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Attorney General Abbott, Department of Aging and Disability Services protect residents in Collin County Nursing Homes

Investigators uncover squalid condition endangering more than 40 residents

From the Office of Greg Abbott, Attorney General of Texas

August 1, 2007

Government - Attorney General Greg Abbott pictureAUSTIN–Attorney General Greg Abbott and the Texas Department of Aging and Disability Services (DADS) have taken emergency action to protect more than 40 seniors living in squalid conditions at the Amberwood Care Center, an assisted living facility in Collin County.

At the Attorney General's request, Travis County State District Court Judge Stephen Yelenosky issued a court order allowing the state to temporarily oversee operations at the nursing home in Celina. Emergency enforcement assistance was sought after a recent DADS inspection uncovered a complete breakdown at Amberwood's Celina facility.

The nursing home is charged with grossly inadequate medical care and unsanitary conditions that pose a risk to the health of its 42 residents. Many of those living at the facility were bedridden and are dependent on ventilators for their breathing.

"Texans will not tolerate those who abuse and neglect our senior citizens," said Attorney General Abbott. "These horrific conditions posed a severe threat to the health and safety of patients who deserve far better. The Office of the Attorney General and the Department of Aging and Disability Services are committed to protecting seniors and aggressively prosecuting those who neglect them."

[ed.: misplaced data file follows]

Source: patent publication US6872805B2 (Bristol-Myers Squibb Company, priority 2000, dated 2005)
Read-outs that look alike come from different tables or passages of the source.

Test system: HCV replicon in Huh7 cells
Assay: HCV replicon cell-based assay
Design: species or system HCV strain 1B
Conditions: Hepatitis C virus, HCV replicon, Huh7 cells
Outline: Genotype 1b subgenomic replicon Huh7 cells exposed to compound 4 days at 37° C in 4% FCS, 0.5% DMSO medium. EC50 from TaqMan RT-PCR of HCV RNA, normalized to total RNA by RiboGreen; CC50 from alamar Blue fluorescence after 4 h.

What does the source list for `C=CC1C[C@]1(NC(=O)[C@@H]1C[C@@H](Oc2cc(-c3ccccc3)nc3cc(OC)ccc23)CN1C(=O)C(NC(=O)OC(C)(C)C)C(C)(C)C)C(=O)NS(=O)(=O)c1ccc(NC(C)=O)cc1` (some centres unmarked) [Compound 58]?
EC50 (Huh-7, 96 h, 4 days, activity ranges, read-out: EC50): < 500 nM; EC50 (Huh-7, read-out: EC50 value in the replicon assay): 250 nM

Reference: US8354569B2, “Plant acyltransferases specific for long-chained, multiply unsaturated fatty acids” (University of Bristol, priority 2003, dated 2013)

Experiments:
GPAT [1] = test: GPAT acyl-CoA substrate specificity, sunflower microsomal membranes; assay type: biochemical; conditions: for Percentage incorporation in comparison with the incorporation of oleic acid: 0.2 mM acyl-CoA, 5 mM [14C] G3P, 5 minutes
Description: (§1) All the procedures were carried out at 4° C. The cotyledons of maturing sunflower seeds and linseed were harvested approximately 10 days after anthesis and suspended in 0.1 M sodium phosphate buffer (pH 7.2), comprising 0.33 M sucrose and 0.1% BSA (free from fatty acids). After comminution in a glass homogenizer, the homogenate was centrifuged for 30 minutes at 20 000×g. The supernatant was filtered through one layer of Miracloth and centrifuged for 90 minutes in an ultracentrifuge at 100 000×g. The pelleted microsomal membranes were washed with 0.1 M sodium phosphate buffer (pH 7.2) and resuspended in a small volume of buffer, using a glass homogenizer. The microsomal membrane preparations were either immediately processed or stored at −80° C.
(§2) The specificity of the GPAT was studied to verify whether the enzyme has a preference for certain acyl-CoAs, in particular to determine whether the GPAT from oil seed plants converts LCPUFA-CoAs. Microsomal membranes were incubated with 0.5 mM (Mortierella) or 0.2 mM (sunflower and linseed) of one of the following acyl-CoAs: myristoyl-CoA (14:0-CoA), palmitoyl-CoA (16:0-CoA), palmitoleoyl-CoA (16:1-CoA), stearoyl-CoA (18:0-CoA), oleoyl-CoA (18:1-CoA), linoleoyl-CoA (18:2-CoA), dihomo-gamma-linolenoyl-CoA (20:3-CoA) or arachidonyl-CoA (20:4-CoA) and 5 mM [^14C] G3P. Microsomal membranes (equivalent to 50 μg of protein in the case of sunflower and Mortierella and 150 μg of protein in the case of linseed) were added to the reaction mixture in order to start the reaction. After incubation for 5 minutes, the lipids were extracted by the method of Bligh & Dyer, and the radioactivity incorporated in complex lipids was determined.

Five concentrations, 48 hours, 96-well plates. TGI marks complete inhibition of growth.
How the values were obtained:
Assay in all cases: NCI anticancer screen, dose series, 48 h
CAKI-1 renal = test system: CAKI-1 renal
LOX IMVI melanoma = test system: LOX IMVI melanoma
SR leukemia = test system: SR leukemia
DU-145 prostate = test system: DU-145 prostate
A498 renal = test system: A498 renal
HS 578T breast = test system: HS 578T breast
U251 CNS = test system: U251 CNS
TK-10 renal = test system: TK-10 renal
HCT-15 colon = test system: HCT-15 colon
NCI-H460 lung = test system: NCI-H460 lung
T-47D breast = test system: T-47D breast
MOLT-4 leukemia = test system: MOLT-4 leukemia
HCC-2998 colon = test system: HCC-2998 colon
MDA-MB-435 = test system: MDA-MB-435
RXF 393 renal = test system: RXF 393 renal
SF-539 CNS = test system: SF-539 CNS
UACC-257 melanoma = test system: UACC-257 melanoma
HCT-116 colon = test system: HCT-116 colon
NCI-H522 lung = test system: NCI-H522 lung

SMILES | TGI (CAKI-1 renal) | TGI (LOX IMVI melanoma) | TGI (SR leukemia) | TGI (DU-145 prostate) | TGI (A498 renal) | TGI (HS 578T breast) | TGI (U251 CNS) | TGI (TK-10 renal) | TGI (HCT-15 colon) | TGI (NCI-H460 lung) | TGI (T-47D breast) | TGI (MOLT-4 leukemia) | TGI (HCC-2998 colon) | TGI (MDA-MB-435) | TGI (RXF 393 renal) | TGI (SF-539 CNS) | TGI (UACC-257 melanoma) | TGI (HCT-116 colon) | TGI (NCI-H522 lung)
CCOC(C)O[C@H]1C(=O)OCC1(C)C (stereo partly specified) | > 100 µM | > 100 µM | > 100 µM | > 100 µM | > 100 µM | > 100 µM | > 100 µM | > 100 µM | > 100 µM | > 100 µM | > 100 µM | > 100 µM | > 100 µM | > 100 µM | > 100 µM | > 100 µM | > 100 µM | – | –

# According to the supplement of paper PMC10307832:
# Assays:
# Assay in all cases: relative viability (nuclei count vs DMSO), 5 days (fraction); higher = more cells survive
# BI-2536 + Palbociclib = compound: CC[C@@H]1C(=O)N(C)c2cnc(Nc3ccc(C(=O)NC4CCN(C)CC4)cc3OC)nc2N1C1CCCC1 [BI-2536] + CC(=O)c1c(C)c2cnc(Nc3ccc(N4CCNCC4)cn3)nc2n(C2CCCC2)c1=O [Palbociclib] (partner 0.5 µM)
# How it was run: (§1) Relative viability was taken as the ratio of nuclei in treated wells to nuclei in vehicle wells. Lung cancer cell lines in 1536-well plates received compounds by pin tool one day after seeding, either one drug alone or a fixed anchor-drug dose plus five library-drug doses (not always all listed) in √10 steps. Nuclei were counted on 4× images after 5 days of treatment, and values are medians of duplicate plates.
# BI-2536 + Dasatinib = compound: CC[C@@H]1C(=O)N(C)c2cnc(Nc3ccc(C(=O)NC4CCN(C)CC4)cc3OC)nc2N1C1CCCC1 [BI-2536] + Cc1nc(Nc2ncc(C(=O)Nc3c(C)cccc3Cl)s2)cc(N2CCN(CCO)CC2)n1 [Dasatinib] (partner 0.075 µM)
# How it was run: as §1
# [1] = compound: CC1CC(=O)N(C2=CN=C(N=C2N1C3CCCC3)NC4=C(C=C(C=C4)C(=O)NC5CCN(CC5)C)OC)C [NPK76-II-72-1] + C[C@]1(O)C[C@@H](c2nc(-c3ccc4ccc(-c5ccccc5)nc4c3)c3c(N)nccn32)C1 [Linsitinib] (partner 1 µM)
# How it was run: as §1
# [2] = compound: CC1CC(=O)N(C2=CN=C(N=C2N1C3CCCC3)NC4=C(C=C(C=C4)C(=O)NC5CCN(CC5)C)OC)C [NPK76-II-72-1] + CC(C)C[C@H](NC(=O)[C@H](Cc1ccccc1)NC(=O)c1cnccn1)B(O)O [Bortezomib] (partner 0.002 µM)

The agreed temporary restraining order names David Crowson as temporary trustee to immediately assume responsibility for the needs of Amberwood patients. DADS issued $200,000 in emergency funds for much-needed supplies and nursing staff at the nursing home. Facility owner James W. Jewel is prevented from interfering with the trustee's management of Amberwood and with the state's ongoing investigation.

In their reports, DADS inspectors documented the facility's inadequate resources and staffing, often leading to residents' lives being placed at risk. Among their findings, DADS investigators documented the following:

  • Patients suffering from bed ulcers, infections and chronic pain. Several languished in various stages of dehydration.
  • Many residents told investigators that they were not being properly cared for, including an elderly woman who said she had to endure days of pain before a urinary tract infection was treated with antibiotics.
  • Investigators reported unsanitary conditions throughout the facility. One DADS report described a patient's tracheotomy tube as being "coated with crust." The same patient had a catheter inserted into his arm which was several days old, putting him at risk of serious blood infection.
  • Machines used to test blood sugar levels of diabetic patients were improperly calibrated.
  • Ventilators that provided critical breathing assistance were set at dangerously high oxygen flow pressures.
  • The facility had only 30 bedsheets for 42 residents.

DADS's investigation of the facility is ongoing. The trustee, his staff of nurses and state nurses are currently attending to the immediate needs of the residents and securing their transfer to other licensed facilities.

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